Well, Nick, congratulations and welcome to the Steelers' practice squad!
And it's not as if Mitchell began blowing smoke at Williams once the coaching process got underway this spring – even though Williams is considered "Mitch's guy."
"Uh, I don't really feel like it," Williams said with a chuckle. "But I like it like that. He's hard on the rookies. He's hard on everybody. I like the way he coaches. He's a great coach. He knows how to get a lot out of you."
Williams played only one year of football in high school and then started two years at Samford, a Division 1-AA (FCS) football program in Birmingham, Alabama.
His coach, former Auburn coach Pat Sullivan, had alerted Mitchell, a former Alabama defensive end, about Williams before Williams recorded 7 sacks as a senior defensive tackle and before Williams went to the combine and at 6-4 ½, 309 pounds ran a 4.94 40 with a vertical jump of 33 inches and a broad jump of 9-3.
At his pro day, Williams put on a little weight and added a little speed. He was timed in 4.86 that day.
"I don't know how many guys you're going to get next year in the seventh round who are going to be 6-4, 320 and can run," said Mitchell. "We took Brett Keisel in the seventh round. Brett Keisel was not 320."
Keisel's still not 320. In fact, the media guide lists him at 285, which might've been his weight after a week-long pasta binge as a rookie back in 2002.
Keisel was the 242nd pick of that draft. Williams was pick No. 223 of this past draft.
"I've reminded him that it's been done, so don't tell me you can't do it," Keisel said. "A big man like that needs to get on special teams, just like I did, and go down and wreak havoc."
And, listen to the coach. That was best advice Keisel gave Williams.
"Brett Keisel told all the rookies it's a mind game, it's a mental game, and Coach Mitch is going to try to get the most out of you," said Williams. "He said, ‘So just keep going, just come here every day and work hard.' Brett Keisel told us to come here every day with the mindset of getting better, and that's what I'm trying to do."
The next day, Keisel stayed after practice to work on technique with Williams and undrafted rookie defensive end Brian Arnfelt.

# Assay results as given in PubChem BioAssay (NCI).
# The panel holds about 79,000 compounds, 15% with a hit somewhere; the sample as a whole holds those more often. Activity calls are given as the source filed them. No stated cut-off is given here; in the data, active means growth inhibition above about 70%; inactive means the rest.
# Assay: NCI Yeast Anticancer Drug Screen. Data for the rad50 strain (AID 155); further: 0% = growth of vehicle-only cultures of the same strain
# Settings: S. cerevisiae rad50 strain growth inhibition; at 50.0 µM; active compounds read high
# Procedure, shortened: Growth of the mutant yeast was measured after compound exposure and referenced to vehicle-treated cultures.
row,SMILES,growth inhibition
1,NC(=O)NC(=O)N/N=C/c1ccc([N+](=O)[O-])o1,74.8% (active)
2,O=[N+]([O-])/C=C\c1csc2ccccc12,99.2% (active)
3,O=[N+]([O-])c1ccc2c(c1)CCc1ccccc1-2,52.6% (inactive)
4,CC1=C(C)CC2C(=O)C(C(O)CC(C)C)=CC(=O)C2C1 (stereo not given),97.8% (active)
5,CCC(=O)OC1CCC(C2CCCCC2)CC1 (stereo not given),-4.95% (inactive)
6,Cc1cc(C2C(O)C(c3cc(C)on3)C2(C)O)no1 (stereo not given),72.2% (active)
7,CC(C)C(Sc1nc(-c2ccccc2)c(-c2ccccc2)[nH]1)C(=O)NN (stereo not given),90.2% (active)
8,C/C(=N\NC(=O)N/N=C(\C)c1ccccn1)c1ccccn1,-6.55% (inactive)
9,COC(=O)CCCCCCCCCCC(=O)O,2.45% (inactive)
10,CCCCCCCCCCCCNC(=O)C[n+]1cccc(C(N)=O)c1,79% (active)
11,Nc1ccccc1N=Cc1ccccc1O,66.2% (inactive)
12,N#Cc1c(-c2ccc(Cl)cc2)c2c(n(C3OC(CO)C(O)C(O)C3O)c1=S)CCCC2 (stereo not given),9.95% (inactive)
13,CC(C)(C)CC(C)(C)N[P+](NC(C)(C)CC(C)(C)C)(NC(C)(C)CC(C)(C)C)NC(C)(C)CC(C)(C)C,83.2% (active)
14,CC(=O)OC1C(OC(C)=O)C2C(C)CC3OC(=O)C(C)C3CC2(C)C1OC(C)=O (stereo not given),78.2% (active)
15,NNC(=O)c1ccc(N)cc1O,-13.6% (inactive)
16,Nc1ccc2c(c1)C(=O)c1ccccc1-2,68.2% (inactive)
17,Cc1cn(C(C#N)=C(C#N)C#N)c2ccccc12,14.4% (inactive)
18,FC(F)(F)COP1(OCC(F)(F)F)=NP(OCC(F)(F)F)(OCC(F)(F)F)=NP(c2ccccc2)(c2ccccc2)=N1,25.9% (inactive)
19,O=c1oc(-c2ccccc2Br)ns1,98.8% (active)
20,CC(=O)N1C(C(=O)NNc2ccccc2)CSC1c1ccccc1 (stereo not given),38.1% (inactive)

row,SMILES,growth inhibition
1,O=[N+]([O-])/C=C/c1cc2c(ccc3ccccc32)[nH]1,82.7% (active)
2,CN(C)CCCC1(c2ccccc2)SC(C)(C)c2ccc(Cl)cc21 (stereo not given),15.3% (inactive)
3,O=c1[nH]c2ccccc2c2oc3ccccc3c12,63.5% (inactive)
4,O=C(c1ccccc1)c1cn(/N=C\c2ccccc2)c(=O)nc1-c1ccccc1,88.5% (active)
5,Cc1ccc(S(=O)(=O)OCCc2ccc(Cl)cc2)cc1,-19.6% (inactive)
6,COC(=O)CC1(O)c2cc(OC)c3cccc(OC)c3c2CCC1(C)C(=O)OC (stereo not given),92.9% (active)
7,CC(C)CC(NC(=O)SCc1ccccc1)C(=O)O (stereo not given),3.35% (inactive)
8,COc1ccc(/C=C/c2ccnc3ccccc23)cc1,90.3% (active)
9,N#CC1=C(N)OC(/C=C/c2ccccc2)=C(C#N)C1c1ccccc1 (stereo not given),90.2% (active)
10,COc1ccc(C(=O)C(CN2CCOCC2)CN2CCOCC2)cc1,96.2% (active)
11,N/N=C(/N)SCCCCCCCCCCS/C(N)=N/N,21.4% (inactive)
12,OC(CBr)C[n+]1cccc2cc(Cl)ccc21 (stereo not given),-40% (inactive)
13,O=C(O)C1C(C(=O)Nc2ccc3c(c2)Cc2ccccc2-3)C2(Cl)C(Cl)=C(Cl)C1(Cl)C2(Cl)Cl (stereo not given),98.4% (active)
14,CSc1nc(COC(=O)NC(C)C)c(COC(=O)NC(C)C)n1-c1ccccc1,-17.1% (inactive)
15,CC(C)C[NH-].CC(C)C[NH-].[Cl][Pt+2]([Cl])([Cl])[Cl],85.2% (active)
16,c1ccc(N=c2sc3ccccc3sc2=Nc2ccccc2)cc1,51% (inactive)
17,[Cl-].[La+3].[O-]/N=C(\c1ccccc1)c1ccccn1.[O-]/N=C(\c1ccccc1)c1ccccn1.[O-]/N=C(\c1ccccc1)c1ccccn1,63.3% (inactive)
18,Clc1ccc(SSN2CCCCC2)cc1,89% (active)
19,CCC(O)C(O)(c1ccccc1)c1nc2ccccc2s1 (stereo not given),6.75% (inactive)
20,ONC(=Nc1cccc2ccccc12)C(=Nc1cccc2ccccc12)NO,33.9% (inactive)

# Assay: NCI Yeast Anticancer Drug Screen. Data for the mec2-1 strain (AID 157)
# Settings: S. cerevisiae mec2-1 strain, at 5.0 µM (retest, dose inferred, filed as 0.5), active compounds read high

"They seemed to pay attention," Keisel said. "They feel like everything they do is wrong because that's what your coaches are always telling you, what you're doing wrong. Mitch has a certain style of coaching where he's not going to baby you or pat you on the back, he's going to get after you. That's how he coaches. And it's worked. Aaron's been to the Pro Bowl; Hamp's been to several; I've been to one. We were all nothing until Mitch taught us how to play. These guys just need to keep their head down and keep working."
To that end, the Steelers have given Williams the No. 91 Aaron Smith wore as a starter in two Super Bowl wins. Williams is also playing Keisel's right defensive end position, but on the third team.
It doesn't take a Public Administration degree from Samford – ("If it was in the North it would be an Ivy League school," said Williams) – for Williams to realize he's a long way away from either player's level of performance right now.
"It's coming along well," Williams said. "In college we ran a 4-3. Right here we're running a 3-4. It's a different type of technique so I had to drop everything I learned in college. What I had learned over five years I had to drop and just start all the way back over. But I've got great coaches here. I feel I can get the job done."
Five years isn't so late to the game, is it?
"I've put my time in," he said. "I've put a lot of time in. They think of me as a raw player, but, hey, with the coaches here I can take my game to the next level in the NFL."